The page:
Competitive proposals are not always obtained on a periodic basis for some professional services. It has been many years since the procurement of bond trustee services for the single and multi-family bond programs, and limited documentation was available to substantiate the performance reviews or assessment of the reasonableness of the trustee's fees. Also, the bond trustee made campaign contributions to some elected officials serving as commissioners. The MHDC did not always solicit bids or request competitive proposals for goods and services in compliance with its procurement policy or retain documentation of the bids or requests. The MHDC has not established procedures to file payment documentation in a centralized location. Some invoices did not provide sufficient information for management to verify accuracy and reasonableness of the amounts billed and invoices were not on file for some expenditures. Documentation to support journal entries in the accounting system was not always adequate, and there was no management review or approval of the journal entries. Some expenditures reviewed did not appear to be allowable, prudent, or necessary uses of public funds, including alcohol purchases totaling nearly $15,000 for receptions during the 2006 and 2007 Governor's Conferences on Housing and the purchase of 1,000 promotional brochures (at $28 each) about MHDC programs/activities. Similar information about MHDC programs/activities was previously available in the MHDC annual report at a lower cost per report. Additionally, other expenditures were not properly classified in the MHDC accounting system.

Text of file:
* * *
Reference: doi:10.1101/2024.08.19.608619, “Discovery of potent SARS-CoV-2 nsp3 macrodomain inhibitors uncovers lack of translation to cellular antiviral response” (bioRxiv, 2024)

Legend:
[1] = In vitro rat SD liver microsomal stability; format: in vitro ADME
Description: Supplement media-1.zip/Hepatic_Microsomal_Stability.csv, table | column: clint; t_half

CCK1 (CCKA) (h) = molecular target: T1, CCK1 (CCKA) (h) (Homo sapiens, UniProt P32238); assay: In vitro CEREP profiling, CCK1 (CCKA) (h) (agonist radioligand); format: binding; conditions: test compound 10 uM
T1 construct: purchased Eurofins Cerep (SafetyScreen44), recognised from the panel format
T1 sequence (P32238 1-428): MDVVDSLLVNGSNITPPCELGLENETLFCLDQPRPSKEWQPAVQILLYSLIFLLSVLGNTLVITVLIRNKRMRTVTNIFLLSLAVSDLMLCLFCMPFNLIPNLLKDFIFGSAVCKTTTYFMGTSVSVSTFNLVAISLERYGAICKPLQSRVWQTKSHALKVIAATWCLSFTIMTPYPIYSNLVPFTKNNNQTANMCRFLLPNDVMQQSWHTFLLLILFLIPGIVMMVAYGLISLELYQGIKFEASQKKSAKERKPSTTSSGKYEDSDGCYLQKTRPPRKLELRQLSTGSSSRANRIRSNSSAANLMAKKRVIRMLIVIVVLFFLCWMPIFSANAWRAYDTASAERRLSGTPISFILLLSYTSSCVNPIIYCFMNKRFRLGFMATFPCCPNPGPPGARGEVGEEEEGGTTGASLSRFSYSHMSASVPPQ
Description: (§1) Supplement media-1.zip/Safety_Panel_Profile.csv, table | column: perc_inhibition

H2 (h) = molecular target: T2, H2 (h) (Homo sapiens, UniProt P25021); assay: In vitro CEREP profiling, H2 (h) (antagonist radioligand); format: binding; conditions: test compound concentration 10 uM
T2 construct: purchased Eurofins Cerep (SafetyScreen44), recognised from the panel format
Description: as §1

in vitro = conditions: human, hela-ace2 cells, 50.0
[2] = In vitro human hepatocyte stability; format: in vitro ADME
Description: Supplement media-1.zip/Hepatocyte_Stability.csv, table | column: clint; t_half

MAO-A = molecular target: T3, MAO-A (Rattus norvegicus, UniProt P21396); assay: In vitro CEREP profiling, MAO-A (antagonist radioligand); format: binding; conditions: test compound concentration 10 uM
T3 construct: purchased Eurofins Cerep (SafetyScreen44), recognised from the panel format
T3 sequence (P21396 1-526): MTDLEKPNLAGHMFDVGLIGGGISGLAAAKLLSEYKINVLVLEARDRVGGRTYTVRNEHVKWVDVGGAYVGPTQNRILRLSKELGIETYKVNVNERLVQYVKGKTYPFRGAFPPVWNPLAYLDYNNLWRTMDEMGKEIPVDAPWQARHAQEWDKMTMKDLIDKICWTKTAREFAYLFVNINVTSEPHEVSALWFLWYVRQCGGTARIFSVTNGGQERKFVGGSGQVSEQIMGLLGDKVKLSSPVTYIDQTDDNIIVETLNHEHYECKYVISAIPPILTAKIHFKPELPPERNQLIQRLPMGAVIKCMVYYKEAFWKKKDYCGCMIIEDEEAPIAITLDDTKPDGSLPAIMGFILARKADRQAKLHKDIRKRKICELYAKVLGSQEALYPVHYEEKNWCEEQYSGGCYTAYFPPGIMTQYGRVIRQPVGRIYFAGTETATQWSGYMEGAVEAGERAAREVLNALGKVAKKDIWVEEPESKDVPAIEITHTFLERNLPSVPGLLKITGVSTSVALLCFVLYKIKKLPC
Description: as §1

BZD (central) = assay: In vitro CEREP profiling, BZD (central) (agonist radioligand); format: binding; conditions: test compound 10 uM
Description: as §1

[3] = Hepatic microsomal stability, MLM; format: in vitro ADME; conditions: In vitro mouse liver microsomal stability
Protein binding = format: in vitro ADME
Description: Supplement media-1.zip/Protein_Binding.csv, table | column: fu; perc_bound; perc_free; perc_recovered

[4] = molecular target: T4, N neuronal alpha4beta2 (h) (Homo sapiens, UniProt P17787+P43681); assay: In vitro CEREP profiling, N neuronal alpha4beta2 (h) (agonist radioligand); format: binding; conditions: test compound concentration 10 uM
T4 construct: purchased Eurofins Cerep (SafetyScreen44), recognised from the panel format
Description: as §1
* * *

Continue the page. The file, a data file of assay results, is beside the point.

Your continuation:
The supporting documentation for employee related expenses such as meals, lodging, and conference/meeting charges was not always adequate and did not always comply with MHDC policy. Executive staff expense reimbursements and credit card account statements are not always properly reviewed and approved. In November 2008, the Executive Director and Director of Operations received expense reimbursements of $18,000 and $2,545, respectively, for professional fee expenses incurred between November 2007 and November 2008. Documentation supporting the reimbursements did not include any itemization of these expenses, information supporting these expenses were actually incurred, or information explaining how the expenses related to official MHDC business. Upon our request for additional information, the Executive Director responded, "The requested information is relative to an ongoing investigation, the specifics of which we are not at liberty to discuss."
Policies regarding public access to MHDC records, record retention, and document destruction need to be improved. The MHDC does not have a complete written policy regarding public access to its records as required by Chapter 610, RSMo (Sunshine Law). The MHDC has also not established a formal written policy for record retention and document destruction as required by state law.
Various concerns were noted regarding the MHDC capital asset/property records and related procedures. Capital asset duties are not adequately segregated, property tag numbers are not unique, and a disposition policy has not been established. Finally, the MHDC does not periodically perform a cost-benefit analysis for leased property and equipment.